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Procedure : 2008/0183(COD)
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Document selected : A6-0091/2009

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Debates :

PV 26/03/2009 - 2
CRE 26/03/2009 - 2

Votes :

PV 26/03/2009 - 4.2
CRE 26/03/2009 - 4.2
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Explanations of votes

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Thursday, 26 March 2009 - Strasbourg OJ edition

2. Food distribution to the most deprived persons in the Community (amendment of the Single CMO Regulation) (debate)
Video of the speeches

  President. – The next item is the report (A6-0091/2009) by Mr Sierkierski, on behalf of the Committee on Agriculture and Rural Development, on food distribution to the most deprived persons in the Community (COM(2008)0563 – C6-0353/2008 – 2008/0183(CNS)).


  Czesław Adam Siekierski, rapporteur. (PL) Madam President, Commissioner, today we are discussing an extremely important subject – the programme of food distribution to the most deprived persons in the Community. It is important because it concerns millions of people who live in poverty and need particular help. We support the proposal of the European Commission to increase the budget by two thirds, that is from EUR 305 million to nearly EUR 500 million annually, and to extend the range of products available under the programme.

Of course, the programme will not solve the problems of malnutrition and poverty among the Community’s citizens, but it will certainly help to ease these problems. We are against the proposal for the immediate introduction – I repeat, immediate introduction – of co-financing from national budgets, because this could limit or even exclude some countries from participation in the programme. Countries where the per capita income is low and where there are also budget problems would be especially concerned. This is all the more significant because of the current economic crisis. I believe that the Council will manage to work out a compromise in this matter.

We also support the proposal that food products earmarked for distribution under the programme come from the European Union. As far as possible this should be fresh local food, and this will mean we will support home food producers by raising demand. We will also be sure that the food distributed is of the right quality.

Much controversy has surrounded the legal basis of the programme. As we know, the Council’s legal services challenged the opinion of the Commission. The Commissioner can count on the support of Parliament in this matter. I share the opinion of the Commission on setting clear priorities and long-term planning. Extending the programme for three years will help to make the expenditure of available resources more effective.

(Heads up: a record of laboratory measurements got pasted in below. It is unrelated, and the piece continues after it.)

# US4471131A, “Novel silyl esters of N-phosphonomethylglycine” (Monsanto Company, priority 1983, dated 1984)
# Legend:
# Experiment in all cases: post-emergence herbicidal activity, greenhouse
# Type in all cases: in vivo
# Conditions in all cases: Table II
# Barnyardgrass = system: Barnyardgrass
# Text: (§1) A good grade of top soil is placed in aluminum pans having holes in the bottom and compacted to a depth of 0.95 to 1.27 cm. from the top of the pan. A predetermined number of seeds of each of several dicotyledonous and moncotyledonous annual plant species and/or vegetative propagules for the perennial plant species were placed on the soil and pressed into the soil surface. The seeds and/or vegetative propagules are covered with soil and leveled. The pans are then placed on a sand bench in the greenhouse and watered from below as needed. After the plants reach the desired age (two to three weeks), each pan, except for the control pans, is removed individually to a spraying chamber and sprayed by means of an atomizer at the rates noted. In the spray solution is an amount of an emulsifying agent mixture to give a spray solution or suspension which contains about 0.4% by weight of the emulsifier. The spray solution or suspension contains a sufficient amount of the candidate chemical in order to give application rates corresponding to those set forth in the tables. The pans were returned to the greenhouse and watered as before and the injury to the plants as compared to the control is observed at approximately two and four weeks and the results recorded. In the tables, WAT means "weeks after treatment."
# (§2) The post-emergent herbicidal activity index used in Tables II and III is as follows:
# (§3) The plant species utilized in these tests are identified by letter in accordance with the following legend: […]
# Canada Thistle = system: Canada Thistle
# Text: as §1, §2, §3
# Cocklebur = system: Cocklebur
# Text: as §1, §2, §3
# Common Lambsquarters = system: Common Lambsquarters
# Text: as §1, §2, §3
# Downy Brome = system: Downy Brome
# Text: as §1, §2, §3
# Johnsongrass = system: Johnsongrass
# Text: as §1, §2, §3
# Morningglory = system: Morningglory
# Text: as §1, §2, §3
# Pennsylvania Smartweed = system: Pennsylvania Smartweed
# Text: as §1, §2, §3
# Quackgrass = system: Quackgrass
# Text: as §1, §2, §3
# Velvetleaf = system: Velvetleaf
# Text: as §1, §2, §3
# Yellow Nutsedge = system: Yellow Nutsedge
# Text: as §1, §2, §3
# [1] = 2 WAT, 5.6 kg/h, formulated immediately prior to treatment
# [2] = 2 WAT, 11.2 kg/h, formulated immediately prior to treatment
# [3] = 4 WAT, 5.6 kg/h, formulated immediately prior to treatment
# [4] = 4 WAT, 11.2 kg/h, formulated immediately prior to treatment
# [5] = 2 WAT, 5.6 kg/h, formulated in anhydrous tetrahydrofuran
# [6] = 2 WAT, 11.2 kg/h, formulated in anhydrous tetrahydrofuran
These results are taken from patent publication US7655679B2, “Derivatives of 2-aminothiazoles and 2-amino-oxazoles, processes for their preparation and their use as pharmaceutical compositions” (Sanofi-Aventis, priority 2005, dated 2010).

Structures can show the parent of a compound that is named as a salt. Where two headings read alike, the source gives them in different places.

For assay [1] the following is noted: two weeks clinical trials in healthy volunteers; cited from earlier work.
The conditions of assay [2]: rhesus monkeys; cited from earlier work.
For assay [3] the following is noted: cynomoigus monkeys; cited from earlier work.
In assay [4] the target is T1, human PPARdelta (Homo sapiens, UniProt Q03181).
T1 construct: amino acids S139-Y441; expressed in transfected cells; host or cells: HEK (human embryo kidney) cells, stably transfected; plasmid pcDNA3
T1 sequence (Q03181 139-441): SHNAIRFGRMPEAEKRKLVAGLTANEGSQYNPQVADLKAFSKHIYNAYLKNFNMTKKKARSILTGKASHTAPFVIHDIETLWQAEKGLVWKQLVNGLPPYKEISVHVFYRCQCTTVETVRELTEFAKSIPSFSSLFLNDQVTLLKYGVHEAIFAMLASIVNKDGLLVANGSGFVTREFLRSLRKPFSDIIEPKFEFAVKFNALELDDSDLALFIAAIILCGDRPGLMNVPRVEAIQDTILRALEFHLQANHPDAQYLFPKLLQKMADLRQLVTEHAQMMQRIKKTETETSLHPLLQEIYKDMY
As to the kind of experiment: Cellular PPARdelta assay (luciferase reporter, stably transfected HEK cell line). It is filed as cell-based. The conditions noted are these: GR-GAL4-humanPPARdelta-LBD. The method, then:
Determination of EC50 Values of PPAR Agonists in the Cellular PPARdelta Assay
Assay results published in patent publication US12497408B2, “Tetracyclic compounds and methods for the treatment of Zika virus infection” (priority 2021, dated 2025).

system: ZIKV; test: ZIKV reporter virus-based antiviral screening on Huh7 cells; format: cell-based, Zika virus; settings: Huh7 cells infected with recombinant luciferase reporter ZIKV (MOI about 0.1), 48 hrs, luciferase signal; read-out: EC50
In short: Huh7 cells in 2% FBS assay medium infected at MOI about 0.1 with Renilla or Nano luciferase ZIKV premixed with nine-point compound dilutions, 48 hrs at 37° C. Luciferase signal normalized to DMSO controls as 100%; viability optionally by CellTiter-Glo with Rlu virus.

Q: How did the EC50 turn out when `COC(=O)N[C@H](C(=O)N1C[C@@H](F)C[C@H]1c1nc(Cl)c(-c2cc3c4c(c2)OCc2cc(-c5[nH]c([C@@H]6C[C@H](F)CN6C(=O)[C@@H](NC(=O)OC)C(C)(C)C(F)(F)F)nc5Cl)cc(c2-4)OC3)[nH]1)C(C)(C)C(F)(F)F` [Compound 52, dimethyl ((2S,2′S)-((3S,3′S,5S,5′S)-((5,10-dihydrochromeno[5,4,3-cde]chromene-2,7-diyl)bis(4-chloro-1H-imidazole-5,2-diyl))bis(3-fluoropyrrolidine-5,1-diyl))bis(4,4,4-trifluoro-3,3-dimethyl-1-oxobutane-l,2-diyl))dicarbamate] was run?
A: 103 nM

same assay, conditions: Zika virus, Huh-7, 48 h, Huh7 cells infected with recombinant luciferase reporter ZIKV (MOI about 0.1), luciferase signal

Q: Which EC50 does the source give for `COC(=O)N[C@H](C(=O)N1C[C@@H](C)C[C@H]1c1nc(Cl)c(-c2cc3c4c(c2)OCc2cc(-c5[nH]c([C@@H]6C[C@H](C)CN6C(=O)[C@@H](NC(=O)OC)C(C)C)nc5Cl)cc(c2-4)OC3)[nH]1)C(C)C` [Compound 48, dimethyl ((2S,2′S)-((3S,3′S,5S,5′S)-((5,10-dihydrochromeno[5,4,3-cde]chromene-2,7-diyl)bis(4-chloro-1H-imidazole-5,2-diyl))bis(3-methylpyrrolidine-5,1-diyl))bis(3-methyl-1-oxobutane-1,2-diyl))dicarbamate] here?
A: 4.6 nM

By adopting the report Parliament will send a positive signal to our citizens. Since the EU gives aid to the poorest countries of Africa, and of course we support that, it must also remember its own citizens. The EU food programme for the poorest of the European Union, like the ‘Fruit at School’ and ‘Milk at School’ programmes, is changing attitudes towards the EU and the common agricultural policy, which have been so heavily criticised by many people. Our citizens should know that the food which they receive comes from EU programmes and from EU funds.

The programme confirms that the EU feels responsible for its most needy citizens. This group includes particularly the homeless, families in difficulty, the unemployed, single parents, migrants, asylum seekers and people of advanced age or with limited resources. Often they are people with disabilities, or even children.

It should be remembered that the transformations which have taken place in the countries which recently joined the EU have produced major stratification of income in their societies. What is more, in some of these countries disparities in income and living standards are growing all the time. Families living in small towns and inhabitants of villages are particularly affected by poverty. There are growing numbers of people who cannot afford the basic necessities of life.

We have a kind of stalemate in the Council, where everyone is waiting for the opinion of Parliament, and I am convinced that adoption of my report will persuade the Czech Republic, which currently holds the presidency, to renew discussion and find a rational compromise in the Council. Let us hope that legislative work will finish in May or June this year. I would like to encourage those Member States which do not participate in the programme to join in. Finally, on behalf of the millions of inhabitants who benefit from the programme, the charitable organisations which distribute the food and on my own behalf I would like to thank all MEPs, and not only those who supported my report.


  Mariann Fischer Boel, Member of the Commission. − Madam President, before going into the content of this proposal, I would like to thank the rapporteur, Mr Siekierski, and the members of the Committee on Agriculture and Rural Development for their work on this report.